At the root of the word rapture, within the diametrically opposing valences of the term rapt, are resonances of spiritual exaltation—what the Oxford English Dictionary defines as “the expression of ecstatic feeling”—and also of abduction, violation, and rape, derived from the Latin term raptura, which describes the “act or power of carrying forcibly away.” Bergman’s portraits are defined by their simultaneous articulation of such seemingly contradictory meanings. In them, woundedness and beauty cannot be opposed, nor can the impulse to control be separated from a fear of being subject to the gaze of the Other. That gaze is not reducible to something purely retinal; it does not depend upon an encounter between two sets of eyes, but rather on the disruptive intensity of the presence of someone other than ourselves, and on their capacity to make themselves irreducibly and unmanageably present to us through these radiant images, and thus to disorder our sovereign centrality within the world.
If we are to remain open as we look at Bergman’s portraits, we will have to occupy a liminal position between holding and being held, between beholding and being beheld. In that reciprocal conjuncture, we are confronted not merely by what we do not yet know of one another, but more pressingly by the question of what we owe to one another. The excellence of Bergman’s work is registered by the clarity with which this quandary is formulated in his portraits: what are we to do in the face of the Other? Bergman’s pictures deny us any access to the raptures of their formal beauty that might be severed from the all too injurious work of surviving the ravenous world that we presently, and unevenly, share. Rather, their beauty is indivisible from the fundamental ethical challenges that we all face: their aesthetics are an ethics.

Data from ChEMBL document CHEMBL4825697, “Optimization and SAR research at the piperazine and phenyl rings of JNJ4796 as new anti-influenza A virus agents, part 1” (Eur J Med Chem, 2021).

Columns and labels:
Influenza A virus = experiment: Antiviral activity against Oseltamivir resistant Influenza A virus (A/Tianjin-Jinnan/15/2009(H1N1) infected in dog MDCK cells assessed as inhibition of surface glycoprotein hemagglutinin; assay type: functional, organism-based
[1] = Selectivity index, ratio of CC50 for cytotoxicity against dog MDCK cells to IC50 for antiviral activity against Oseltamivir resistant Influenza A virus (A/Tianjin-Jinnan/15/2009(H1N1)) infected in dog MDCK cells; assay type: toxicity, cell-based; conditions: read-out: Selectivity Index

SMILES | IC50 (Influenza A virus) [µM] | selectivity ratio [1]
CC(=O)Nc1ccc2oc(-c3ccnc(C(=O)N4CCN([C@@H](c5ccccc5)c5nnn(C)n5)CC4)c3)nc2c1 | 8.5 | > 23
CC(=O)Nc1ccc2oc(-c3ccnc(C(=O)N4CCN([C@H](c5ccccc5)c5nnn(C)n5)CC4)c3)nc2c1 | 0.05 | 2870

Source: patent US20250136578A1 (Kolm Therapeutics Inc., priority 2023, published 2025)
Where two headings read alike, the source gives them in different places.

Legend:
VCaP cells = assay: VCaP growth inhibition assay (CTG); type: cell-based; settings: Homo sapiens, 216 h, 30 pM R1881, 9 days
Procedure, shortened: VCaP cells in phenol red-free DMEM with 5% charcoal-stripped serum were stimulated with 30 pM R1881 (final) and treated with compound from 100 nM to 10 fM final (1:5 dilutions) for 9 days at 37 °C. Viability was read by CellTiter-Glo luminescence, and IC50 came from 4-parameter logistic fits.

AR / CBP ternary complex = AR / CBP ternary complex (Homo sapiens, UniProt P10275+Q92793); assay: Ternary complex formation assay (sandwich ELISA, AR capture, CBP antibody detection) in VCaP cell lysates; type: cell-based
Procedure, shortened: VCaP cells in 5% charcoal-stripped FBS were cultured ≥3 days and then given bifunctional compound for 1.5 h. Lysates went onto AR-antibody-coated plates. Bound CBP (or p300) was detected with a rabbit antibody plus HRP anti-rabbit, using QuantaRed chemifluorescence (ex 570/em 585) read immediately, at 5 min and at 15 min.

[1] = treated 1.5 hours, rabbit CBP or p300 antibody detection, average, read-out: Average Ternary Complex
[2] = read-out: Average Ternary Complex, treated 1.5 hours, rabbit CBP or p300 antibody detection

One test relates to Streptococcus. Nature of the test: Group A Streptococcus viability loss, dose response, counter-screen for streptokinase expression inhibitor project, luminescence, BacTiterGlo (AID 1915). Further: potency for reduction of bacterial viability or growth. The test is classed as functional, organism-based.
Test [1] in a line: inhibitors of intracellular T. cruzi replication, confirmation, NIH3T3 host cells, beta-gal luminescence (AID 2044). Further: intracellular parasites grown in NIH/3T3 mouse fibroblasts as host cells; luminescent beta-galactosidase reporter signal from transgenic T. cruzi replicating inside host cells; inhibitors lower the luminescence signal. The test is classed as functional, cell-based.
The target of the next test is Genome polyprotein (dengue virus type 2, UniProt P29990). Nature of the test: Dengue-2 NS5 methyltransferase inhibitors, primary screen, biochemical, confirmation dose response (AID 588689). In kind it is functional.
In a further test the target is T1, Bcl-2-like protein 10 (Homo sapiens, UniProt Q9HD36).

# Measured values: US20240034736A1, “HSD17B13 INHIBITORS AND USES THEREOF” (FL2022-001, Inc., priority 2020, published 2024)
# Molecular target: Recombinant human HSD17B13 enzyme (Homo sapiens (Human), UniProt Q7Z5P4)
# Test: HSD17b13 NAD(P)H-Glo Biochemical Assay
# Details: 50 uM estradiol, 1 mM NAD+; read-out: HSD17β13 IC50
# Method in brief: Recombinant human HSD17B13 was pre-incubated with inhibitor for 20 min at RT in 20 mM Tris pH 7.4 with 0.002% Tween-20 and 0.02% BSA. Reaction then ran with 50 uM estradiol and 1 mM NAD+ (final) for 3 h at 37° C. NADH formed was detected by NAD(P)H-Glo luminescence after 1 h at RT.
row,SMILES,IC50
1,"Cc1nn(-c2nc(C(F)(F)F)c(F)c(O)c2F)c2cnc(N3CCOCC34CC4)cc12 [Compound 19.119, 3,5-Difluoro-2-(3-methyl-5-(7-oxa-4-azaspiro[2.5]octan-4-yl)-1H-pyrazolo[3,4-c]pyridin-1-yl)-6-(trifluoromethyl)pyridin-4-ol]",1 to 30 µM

Between the chromatic fullness of the pictures and their formal restraint, there is a kind of precision and an overflowing—a visceral transgression of the two-dimensional threshold of the photographic image. I think that this has to do with love, a seemingly outmoded and nevertheless vital term. Simply put, in our openness to these images we must be willing to be undone by them, just as our openness in love fucks us up. We must be willing to be uncertain in their presence, naked under their gaze—willing, finally, to meet them there at the surface, “at the property line,” as Morrison writes, where we might learn to relinquish possessive instincts, learn not to hold but to be beheld.
Stanley Wolukau-Wanambwa is a photographer and a writer. His debut monograph, One Wall a Web, was published by ROMA Publications in 2018, and his forthcoming volume of selected essays is due out from MACK in 2020.